Plaintiff first seeks repayment of the remaining principal of the loan, in the amount of
$98,079.87. Id. ¶¶ 12, 16; Costa Aff. Ex. D. The right to this relief is clearly established in the
Note and the Mortgage, and the Court finds that Plaintiff has met his burden to demonstrate an
entitlement to these damages. See Note ¶¶ 1, 6; Mortgage, Definitions ¶ R.
Plaintiff also asks for interest in the amount of $91,704.67, which is calculated at the rate
of 18% per annum from Defendant’s last payment in March 2012 to May 5, 2017. Costa Aff. ¶¶
13-14. This request is supported by the terms of the Note, pursuant to which Defendants agreed
to pay “interest on the principal amount hereof outstanding from time to time from the date hereof
at the fixed rate of EIGHTEEN (18.0%) per annum until this Note shall have been paid in full.”
Note ¶ 1 (emphasis removed). As the Note has not yet been paid in full, the Court is satisfied that
Plaintiff is entitled to the requested interest.3
Finally, Plaintiff requests late charges in the amount of $25,097.14. Costa Aff. ¶¶ 15-16.
Although the Note provides that Defendant shall “pay the Lender a late charge of 5% of the
overdue payment” if any payment is not received within fifteen days after its due date, see Note ¶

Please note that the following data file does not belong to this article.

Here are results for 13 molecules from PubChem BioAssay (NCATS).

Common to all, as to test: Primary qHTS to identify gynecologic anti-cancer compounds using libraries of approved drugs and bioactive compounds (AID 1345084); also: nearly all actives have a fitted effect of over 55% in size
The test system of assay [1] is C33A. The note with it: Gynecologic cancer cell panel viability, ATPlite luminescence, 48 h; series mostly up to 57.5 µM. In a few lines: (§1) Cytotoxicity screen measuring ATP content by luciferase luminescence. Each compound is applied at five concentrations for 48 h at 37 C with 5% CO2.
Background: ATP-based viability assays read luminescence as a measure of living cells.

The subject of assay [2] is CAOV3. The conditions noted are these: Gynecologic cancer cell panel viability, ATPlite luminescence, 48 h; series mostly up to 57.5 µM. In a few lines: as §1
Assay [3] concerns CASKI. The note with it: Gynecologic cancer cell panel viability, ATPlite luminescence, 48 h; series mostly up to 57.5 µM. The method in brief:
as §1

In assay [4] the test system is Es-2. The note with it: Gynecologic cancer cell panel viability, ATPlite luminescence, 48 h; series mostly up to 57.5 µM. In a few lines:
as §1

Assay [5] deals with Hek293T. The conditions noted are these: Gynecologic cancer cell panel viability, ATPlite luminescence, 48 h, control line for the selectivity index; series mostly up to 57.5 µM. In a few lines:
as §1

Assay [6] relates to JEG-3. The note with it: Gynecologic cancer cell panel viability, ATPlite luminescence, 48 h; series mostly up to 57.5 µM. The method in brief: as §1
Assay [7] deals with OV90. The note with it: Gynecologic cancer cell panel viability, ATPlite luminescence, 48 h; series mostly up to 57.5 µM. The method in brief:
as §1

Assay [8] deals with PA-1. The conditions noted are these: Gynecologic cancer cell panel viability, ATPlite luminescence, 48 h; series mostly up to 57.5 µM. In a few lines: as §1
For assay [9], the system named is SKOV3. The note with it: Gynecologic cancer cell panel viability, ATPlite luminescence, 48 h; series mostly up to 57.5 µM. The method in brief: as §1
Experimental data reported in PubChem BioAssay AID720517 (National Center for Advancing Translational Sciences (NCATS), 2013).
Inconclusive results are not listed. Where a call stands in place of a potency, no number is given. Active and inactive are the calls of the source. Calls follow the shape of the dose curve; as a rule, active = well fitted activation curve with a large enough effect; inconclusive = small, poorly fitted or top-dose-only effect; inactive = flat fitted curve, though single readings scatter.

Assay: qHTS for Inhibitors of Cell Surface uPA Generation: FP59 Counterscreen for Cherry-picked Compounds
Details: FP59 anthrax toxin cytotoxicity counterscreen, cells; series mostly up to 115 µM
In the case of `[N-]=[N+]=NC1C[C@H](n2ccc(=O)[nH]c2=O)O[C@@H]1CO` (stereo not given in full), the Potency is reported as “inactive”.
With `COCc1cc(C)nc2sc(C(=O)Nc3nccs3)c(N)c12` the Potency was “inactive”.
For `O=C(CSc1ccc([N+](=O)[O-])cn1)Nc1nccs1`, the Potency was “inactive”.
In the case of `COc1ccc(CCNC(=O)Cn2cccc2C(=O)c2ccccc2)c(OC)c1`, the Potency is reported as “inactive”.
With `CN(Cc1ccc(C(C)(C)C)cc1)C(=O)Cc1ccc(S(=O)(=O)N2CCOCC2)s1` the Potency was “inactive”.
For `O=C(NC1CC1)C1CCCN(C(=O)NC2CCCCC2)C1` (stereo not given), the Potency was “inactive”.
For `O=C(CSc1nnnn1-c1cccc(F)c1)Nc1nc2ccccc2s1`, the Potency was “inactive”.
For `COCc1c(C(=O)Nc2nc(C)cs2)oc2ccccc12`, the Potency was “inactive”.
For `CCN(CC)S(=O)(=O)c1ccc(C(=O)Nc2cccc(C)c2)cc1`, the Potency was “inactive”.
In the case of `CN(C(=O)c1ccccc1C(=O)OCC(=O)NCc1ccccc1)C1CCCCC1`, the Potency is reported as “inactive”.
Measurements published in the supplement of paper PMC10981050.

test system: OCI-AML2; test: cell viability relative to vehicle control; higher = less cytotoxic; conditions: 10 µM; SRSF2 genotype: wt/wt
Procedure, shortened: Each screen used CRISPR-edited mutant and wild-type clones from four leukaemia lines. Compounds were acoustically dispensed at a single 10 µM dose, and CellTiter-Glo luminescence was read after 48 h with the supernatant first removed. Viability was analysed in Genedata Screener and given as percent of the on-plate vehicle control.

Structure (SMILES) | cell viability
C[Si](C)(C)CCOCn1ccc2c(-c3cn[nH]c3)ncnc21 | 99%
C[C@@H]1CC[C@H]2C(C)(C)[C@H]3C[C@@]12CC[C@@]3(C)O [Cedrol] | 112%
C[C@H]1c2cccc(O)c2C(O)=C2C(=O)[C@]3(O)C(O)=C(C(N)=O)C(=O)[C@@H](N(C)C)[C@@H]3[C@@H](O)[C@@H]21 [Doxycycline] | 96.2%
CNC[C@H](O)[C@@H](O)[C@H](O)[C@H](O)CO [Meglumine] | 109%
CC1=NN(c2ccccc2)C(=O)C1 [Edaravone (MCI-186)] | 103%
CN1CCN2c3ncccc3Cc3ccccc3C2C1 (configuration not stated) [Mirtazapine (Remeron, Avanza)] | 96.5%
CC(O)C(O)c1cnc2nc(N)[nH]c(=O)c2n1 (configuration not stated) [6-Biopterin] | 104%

4, Plaintiff does not provide any explanation of how he arrived at $25,097.14. The Court therefore
denies this request without prejudice.
In sum, the Court is satisfied that Plaintiff is entitled to $98,079.87 in unpaid principal and
$91,704.67 in interest, and will enter a judgment against Defendants in the amount of $189,784.54.
For the reasons set forth above, Plaintiff’s motion for final judgment by default is
GRANTED in part and DENIED in part without prejudice, and judgment is entered against
Defendants in the amount of $189,784.54. An appropriate Order accompanies this Opinion.
Dated: July 28, 2017
/s Madeline Cox Arleo
Hon. Madeline Cox Arleo
United States District Judge
The Court also notes that even if the Note did not include the “until . . . paid” language, where a
contract is silent on the post-maturity interest rate, New Jersey courts continue to apply the prematurity interest rate specified in the contract. See Jersey City v. O'Callaghan, 41 N.J.L. 349, 349
(1879); Wilson v. Cobb, 31 N.J. Eq. 91, 91 (Ch. 1879); see also B. Rogers, Rate of Interest After
Maturity on Contract Naming Rate but Not Employing Term “Until Paid,” or Similar Phrase, 75
A.L.R. 399 (noting that in certain states, including New Jersey, “where a contract fixes the rate of
interest to be paid before maturity, but is silent as to the rate to be paid after maturity, the stipulated
rate attends the contract until it is merged in the judgment”).